Colorado Suspension - Slide on camper

Submitted: Monday, May 07, 2018 at 08:24
ThreadID: 136662 Views:1728 Replies:5 FollowUps:21
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I have a my17 Colorado single cab ute on which I carry a Travelander slide on, their shorter dual cab version. The ute has about 40000 k's on the clock.
I thought the suspension on a single cab ute would be able to carry the weight but after installing a 300kg constant loan support spring and still experiencing significant sag, and significant lift of the rear when the camper is removed, it's time to review my options.
I have been told I need to install the 600kg constant load springs but I'd like the ute to sit relatively level both when loaded and empty.
I have been looking at ARB options.
Any thoughts would be appreciated.
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Reply By: RMD - Monday, May 07, 2018 at 09:01

Monday, May 07, 2018 at 09:01
Peter56
Not sure what you mean with the statement "single cab" and then say it is a "shorter dual cab version"? That is the camper version is it? Still the weight must be quite a bit if a single cab ute isn't readily handling it with upgraded springs. Some springs claim a weight ability but give up readily.
The camper must weight significantly more than you think and more than the rating of the OE springs anyway.
If you have replaced the OE springs with + 300kgcapacity and the camper is more than that, then yes it will still sink.
You may need to weight the vehicle with the camper on and then off to achieve a full understanding of what weight problem you are trying to solve. Then advice given by spring sellers will be more in line with reality and ehat you know to be true. Then they can begin to solve the problem.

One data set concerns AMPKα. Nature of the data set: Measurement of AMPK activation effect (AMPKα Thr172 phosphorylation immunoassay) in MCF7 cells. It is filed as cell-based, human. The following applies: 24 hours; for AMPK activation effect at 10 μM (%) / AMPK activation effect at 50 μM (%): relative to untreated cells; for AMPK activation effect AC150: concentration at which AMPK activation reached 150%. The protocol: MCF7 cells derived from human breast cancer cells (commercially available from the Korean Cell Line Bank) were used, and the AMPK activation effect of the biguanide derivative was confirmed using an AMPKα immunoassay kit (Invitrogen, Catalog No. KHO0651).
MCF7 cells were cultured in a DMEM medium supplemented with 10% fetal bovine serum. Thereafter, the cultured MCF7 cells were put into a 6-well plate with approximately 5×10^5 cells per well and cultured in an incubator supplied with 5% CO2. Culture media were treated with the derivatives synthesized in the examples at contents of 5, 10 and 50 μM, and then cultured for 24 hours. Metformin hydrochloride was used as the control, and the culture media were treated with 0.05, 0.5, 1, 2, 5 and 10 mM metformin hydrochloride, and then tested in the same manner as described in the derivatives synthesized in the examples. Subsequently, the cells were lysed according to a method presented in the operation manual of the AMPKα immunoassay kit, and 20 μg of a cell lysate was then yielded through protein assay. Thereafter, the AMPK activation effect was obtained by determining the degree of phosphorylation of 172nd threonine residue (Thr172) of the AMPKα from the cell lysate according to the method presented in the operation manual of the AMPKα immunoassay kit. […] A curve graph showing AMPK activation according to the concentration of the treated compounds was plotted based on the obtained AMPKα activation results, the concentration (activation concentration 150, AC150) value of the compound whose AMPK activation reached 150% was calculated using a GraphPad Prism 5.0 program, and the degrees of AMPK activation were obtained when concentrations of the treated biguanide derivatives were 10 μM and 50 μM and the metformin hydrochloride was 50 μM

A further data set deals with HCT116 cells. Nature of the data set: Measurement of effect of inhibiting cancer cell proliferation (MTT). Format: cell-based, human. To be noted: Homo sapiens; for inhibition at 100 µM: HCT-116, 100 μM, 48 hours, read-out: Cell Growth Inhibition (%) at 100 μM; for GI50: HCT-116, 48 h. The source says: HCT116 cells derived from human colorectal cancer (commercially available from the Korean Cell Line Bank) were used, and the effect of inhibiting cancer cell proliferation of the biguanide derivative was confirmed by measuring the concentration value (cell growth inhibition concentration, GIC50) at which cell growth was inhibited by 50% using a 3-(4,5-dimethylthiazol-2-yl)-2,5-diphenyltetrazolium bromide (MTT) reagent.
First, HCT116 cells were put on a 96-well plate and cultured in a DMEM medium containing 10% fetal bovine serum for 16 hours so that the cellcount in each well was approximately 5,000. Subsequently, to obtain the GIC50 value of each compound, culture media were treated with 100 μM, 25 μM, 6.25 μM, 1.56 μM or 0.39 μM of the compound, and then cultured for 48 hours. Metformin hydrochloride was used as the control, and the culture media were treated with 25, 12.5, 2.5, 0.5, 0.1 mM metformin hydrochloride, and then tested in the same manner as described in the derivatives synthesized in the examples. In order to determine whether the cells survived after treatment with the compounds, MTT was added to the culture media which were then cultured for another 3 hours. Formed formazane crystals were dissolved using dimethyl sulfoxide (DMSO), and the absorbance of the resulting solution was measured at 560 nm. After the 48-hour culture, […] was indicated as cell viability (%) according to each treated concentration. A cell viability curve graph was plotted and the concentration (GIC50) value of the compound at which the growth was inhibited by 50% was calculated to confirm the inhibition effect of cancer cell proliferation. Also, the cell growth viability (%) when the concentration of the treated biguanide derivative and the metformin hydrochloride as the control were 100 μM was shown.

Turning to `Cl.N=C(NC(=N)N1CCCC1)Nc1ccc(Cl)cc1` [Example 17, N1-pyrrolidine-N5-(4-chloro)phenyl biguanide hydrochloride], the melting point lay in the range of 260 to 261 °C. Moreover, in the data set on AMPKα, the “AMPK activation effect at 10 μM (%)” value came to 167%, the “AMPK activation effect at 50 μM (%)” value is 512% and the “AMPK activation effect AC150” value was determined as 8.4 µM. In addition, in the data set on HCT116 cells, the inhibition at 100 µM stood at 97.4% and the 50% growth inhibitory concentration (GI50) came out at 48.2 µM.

If a spring pack doesn't sink much when loaded and remains almost the same when unloaded, the spring has to be very non compliant and would ride like a solid billy cart when unloaded.
ARB springs are still the same, a leaf spring. Some have two sections, light and more leaves come into use when lowered by weight. That seems to be not what you want though.
Maybe you need to look at spring types which have an additional leaf coming into play when you need it via a link between both sections of the spring, those allow you to disconnect that additional lift feature when camper is off.
Can't remember the brand name.
AnswerID: 618718

Follow Up By: Member - Peter56 - Monday, May 07, 2018 at 09:12

Monday, May 07, 2018 at 09:12
Thanks for your reply. The reference to dual cab was in relation to the size of the camper. They make both single cab and dual cab versions so I have a shorter version, the dual cab version, of the travelander camper.
The vehicle is a single cab ute.
When fully loaded, with the camper, the vehicle weighs about 3 tonne.

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Follow Up By: RMD - Monday, May 07, 2018 at 11:46

Monday, May 07, 2018 at 11:46
Peter

2 or 4 wd?

That mean the camper is around 1300kg weight on the chassis. The gross is 2950kg and at that you would expect the springs to be near the limit of travel and close to, if not sitting on, the bump stops.
If you have a tray then some of the 1300kg difference is in the tray of course.
To hold it up away from the bumpstops with some abilty to have upward travel of the suspension it will require a decent set of spring leaves.
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Follow Up By: Member - Peter56 - Monday, May 07, 2018 at 12:08

Monday, May 07, 2018 at 12:08
4wd. 1300kgs is about right including passengers and fuel - fully loaded. The gvm is 3150.
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Follow Up By: RMD - Monday, May 07, 2018 at 13:35

Monday, May 07, 2018 at 13:35
Peter
Have you consulted any spring manufacturers who make springs and understand deflection and load etc, whereas, 4wd store staff really only see figures on a catalogue and recommend something in a load range which looks like a spring.